Wednesday, 15 January 2014

The Unbearable Lightness Of Being A Prawn Cracker by Will Self

Real meals?
I do love Penguin. Or, rather, Penguin Random House. No, actually, it’s more accurate to say I love Penguin.  I love Penguin Classics (even the dubious honour bestowed upon Mr Morrissey’s black cover classic), I love the Great Ideas series, of which I had nearly all before the Purge of 2012 (I kept Hazlitt’s On The Pleasure Of Hating and Russell’s In Praise of Idleness of course), and I love the new Penguin Shorts/Specials to which Self’s parodically titled …Prawn Cracker belongs. Great writing, quickly read, easily stored, lovingly recalled. It doesn’t get much better or easier than that, eh?

BUT… Is it just me, or is it hard to believe that Will Self eats at Pizza Express?

In reaction perhaps to the glut of restaurant reviews, dialling themselves up to 11 with tales of repasts of baby octopus in Pimentón de la Vera paprika smoke chez El Celler de Can Roca, Self took it upon himself to chronicle the eateries of Common Men, disclaiming a lack of olfactory discrimination (due to the excesses of youth) and instead regarding the experiences of eating in such places as KFC among others. The reviews, whilst fantastically well written as is to be expected – sensuous and gluttonous – are often somewhat formulaic, probably a virtue in a regular column (from which these have been collected) but obvious and frown-worthy to someone reading all of them in succession. And, sycophant that I am, I just can’t agree with his claim that Café Nero espresso is the best there is even on the ubiquitous high street. Italian roast is often just… so… acidic and phenolic.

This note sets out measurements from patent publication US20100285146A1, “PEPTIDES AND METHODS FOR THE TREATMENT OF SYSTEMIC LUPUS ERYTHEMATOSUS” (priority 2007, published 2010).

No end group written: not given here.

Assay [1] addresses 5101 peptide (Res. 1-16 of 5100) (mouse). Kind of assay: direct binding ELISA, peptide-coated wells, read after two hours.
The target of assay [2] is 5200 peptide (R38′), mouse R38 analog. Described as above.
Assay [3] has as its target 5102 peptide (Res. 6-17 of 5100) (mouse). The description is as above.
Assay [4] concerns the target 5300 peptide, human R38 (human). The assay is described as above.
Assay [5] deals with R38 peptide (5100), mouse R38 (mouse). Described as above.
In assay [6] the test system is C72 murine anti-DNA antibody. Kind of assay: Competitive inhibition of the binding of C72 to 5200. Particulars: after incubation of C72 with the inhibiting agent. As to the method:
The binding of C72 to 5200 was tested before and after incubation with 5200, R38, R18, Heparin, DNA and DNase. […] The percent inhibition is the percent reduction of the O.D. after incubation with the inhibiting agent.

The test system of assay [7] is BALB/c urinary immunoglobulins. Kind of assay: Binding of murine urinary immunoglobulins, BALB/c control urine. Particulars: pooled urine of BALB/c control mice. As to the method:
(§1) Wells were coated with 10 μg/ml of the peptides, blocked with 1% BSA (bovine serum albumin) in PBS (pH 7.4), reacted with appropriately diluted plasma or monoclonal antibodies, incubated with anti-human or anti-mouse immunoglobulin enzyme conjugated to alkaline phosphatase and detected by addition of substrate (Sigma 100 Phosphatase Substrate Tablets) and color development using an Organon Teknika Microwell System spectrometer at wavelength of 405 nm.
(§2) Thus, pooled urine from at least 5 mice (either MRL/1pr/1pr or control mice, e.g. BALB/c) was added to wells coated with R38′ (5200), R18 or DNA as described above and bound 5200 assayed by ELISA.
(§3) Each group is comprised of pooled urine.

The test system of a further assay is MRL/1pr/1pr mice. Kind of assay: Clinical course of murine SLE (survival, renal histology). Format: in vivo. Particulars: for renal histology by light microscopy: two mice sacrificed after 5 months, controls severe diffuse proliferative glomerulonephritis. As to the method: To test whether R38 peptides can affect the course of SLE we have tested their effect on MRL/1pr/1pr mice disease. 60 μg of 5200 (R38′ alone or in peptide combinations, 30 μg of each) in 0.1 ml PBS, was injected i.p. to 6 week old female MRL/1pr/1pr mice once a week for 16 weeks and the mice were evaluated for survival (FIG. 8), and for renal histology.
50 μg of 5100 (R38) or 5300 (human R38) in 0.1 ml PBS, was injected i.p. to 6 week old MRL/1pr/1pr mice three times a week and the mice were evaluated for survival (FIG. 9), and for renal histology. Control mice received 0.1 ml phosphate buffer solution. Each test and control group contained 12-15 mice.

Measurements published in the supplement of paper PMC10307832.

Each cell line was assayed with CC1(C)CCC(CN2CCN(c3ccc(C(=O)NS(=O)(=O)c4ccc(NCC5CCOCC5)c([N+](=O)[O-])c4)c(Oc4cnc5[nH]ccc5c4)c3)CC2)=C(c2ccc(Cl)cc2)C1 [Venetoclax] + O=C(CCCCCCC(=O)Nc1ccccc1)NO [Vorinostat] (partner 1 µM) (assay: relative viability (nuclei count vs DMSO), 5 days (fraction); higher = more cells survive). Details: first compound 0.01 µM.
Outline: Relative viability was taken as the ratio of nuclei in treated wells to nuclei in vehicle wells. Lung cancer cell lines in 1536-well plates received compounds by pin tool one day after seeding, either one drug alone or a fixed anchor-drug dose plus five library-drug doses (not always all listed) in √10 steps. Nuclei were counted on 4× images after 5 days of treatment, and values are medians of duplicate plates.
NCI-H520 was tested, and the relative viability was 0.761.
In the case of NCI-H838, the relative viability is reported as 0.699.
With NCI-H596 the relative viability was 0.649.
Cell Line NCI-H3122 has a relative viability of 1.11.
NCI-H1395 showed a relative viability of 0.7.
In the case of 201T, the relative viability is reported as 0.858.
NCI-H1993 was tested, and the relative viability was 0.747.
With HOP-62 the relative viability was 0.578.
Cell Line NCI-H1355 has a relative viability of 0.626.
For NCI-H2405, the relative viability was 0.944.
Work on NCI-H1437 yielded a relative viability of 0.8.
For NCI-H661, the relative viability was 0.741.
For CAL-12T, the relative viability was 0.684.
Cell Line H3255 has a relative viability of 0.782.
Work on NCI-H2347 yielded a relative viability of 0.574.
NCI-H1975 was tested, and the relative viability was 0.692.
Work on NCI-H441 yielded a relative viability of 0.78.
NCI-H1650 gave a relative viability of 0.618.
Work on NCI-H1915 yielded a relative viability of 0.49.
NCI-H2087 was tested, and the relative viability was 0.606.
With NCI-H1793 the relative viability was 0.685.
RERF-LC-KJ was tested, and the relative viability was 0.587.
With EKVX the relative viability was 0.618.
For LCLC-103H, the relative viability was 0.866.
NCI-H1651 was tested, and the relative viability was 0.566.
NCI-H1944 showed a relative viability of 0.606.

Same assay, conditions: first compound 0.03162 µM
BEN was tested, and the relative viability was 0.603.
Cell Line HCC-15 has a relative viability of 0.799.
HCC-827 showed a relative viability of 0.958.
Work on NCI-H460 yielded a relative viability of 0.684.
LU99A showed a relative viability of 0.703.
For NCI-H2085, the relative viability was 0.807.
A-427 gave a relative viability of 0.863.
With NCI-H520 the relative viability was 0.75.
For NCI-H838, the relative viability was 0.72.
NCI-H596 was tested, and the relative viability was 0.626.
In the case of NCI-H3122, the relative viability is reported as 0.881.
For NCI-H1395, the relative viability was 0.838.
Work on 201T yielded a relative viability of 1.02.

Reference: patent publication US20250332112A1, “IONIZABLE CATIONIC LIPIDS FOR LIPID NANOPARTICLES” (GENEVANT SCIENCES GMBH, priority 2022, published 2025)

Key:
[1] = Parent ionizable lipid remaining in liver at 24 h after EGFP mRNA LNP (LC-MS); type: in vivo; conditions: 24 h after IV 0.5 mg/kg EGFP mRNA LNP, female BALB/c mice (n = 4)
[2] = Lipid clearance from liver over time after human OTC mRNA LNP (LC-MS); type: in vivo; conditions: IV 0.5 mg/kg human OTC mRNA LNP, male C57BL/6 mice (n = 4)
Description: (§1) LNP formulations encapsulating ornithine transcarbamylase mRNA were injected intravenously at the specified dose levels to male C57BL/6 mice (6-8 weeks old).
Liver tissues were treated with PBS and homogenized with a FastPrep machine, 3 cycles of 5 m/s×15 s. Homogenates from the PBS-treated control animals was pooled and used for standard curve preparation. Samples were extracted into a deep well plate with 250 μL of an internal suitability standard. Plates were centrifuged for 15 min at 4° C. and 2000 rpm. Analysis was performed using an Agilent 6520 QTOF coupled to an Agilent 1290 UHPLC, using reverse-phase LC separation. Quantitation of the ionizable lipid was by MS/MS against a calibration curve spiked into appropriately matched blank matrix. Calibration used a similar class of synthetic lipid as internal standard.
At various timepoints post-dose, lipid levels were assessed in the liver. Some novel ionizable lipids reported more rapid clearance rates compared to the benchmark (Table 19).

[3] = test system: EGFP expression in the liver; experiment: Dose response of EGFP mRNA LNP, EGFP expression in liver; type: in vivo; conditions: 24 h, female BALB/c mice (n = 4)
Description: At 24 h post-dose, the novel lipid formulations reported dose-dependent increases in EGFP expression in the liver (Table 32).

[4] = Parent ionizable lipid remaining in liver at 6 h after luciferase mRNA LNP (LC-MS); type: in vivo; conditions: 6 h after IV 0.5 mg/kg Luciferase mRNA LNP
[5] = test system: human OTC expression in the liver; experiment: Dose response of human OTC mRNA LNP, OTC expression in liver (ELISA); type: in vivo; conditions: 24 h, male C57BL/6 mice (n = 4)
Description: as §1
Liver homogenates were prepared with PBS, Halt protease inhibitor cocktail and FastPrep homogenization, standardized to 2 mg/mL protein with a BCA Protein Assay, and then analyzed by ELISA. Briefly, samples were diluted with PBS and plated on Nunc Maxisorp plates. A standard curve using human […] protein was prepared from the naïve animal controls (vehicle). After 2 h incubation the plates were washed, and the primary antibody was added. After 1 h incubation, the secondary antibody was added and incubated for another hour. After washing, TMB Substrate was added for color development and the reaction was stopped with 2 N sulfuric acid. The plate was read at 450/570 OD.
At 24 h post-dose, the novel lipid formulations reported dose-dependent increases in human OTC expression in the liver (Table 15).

Disagreement aside, and it’s not important that one agrees with an author after all, it’s hard not to enjoy the dry satire, the malevolent wit, the tallying up of square feet of pizzas eaten over a lifetime, even if it shocks to the core that Self might be caught eating somewhere I might eat, that his inner sophisticate wouldn’t naturally shun anything not worthy of his intellect, and that his hard won sobriety still permits the self-abuse (pun unintentional) of junk food. It’s classic Will Self and is a great read. Just perhaps not at lunch time.

No comments:

Post a Comment